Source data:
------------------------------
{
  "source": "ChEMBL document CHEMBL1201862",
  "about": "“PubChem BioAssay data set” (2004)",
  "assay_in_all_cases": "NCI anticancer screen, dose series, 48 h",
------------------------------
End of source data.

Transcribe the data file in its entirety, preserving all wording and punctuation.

{
  "source": "ChEMBL document CHEMBL1201862",
  "about": "“PubChem BioAssay data set” (2004)",
  "assay_in_all_cases": "NCI anticancer screen, dose series, 48 h",